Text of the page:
You’ve decided that you’ve waited long enough. This is the year you are moving into the cloud. Are you ready… really ready?
Some who have made the move to cloud computing have been disappointed with the results, and pulled back. It’s not what they expected. Was it because their expectations were unreasonable or ill-defined, or because the service provider failed to deliver on the promise? Either one, or a combination of the two, likely played a role.
Learn from the mistakes and incorrect assumptions that so many have already made moving applications and databases to a cloud services provider (CSP).
1. Don’t become enamored with the technology
Improving business results is the only reason to engage cloud services. Reducing costs is great, but not necessarily an end unto itself. View the cloud as a business enabler, a competitive advantage, an avenue to getting closer to your customers. Use it as a tool for achieving greater objectives.
2. Have a plan before vetting CSPs
Take a hard look at your existing infrastructure and its inherent dependencies. Understand who needs which applications and databases and how they use them; then prioritize in order of importance. Know what performance metrics are acceptable from the users’ point of view, as well as interdependencies between users and departments. Review and update security policies, data governance, compliance requirements, and data access controls; have them clearly documented. Decide which workloads you plan to migrate first and why they are the best candidates. Prepare users for how they may be effected and solicit their input.
3. It’s different in the cloud
Realize that many applications and databases were designed to run in a physical data center and not in the cloud. You may have to tweak or rewrite some code for them to run as well in a cloud environment. Virtualization changes network monitoring; the tools that worked well for physical data centers do not apply to cloud-based services. You will need to master the new tools and protocols for monitoring a virtual network before migrating applications and data to the cloud. Also, if you have an issue in your data center or network, migrating it to the cloud won’t fix it. In fact, it will probably make it worse, so address issues before migrating.
4. Size your network bandwidth properly
Once you actually move to the cloud, a great deal more data will be flowing from your data center on a regular basis. Are your network connections big enough to handle the increased load without detriment to current business operations? Undersized bandwidth can create slow connections, unacceptable latency, and user dissatisfaction. Furthermore, be sure that the CSP you choose has ample bandwidth and network redundancies.
5. Clouds come in all shapes and sizes
Okay, now you’re better prepared. The good news is that you have an abundance of choices when it comes to deciding which cloud computing model and services fit you best. The bad news is you have an abundance of choices, which makes the selection process complex, exacerbated by the fact that the landscape is changing practically daily. Whether it’s PaaS, IaaS, SaaS or some other as-a-service offering, don’t go it alone. Hook up with a CSP that provides more than take-it-or-leave-it services. There will come a point when cloud computing is no longer an option, but a business survival necessity. Seek out a CSP that will be your partner over the long term, take time to understand your business and your goals, offer strategic input and design solutions tailored specifically to your needs.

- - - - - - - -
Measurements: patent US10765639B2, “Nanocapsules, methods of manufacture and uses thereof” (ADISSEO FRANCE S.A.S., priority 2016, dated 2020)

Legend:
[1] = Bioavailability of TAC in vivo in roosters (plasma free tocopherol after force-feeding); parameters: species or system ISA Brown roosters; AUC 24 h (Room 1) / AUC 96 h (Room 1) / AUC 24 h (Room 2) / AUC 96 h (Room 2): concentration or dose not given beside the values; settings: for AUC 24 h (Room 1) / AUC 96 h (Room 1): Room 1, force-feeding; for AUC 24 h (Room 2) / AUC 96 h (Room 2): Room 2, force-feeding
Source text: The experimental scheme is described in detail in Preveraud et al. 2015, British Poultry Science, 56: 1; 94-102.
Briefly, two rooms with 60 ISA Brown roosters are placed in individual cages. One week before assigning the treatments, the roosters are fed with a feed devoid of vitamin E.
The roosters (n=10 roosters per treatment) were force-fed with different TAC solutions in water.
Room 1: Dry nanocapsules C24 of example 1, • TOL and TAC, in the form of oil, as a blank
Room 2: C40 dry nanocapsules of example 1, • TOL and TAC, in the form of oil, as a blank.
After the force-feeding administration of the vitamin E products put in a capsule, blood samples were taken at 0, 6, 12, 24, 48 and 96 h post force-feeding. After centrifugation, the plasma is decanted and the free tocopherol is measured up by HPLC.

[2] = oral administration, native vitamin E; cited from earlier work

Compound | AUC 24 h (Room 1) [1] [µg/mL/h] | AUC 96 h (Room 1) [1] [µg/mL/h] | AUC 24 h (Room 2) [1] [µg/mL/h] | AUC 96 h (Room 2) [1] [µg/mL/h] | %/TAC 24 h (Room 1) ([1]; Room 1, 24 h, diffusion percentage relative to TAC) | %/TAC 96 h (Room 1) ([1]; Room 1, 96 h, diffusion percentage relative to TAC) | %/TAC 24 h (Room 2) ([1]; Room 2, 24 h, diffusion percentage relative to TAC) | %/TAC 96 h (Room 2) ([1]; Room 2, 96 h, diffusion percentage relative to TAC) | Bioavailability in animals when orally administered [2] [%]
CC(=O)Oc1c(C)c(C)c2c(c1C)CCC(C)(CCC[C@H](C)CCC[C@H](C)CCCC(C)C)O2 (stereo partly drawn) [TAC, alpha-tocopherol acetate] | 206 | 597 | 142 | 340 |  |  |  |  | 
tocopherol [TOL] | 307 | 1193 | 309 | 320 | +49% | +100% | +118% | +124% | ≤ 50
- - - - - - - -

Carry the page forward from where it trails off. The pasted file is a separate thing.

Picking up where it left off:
6. Start conservatively and build up cloud presence over time.
Begin with migrating a few applications and databases that are not critical to your business. Did that go smoothly? Check on how your own organization and users respond to the move and whether their expectations and yours are being met. Consult your CSP immediately if issues arise, and expect a timely response. When you are confident in the abilities of your provider and your own organization’s preparedness, migrate more workloads at a measured pace.
7. Double down on security
No provider on Earth will tell you that their infrastructure is not secure. Make them prove it to you. A security- and compliance-minded cloud service provider [We’ve used this all over the place already, no need for another definition.] submits to annual independent auditing under the SSAE 16 , ISAE 3402 and AT-101 audit standards. Ask to review these audit reports. Going a step further, compliance with the Payment Card Industry Data Security Standard (PCI-DSS), the Health Insurance Portability and Accountability Act (HIPAA/HITECH) and Sarbanes-Oxley demonstrates that the CSP has taken steps necessary to serve customers that are subject to strict security standards.
8. Move cautiously, but move
A business decision as important as outsourcing to the cloud demands thorough due diligence and preparations. Indecisiveness is another matter. Employees and business managers want cloud services. If IT doesn’t make them available in a timely fashion, users will provision services themselves without giving much thought to security. Overdoing due diligence may only encourage them to purchase the less secure, non-enterprise versions of applications and services on [onto?] their credit cards.
Since 2000, Peak 10 has helped thousands of business and organizations make their move to managed infrastructures and cloud services. Let us know if we can help you, too.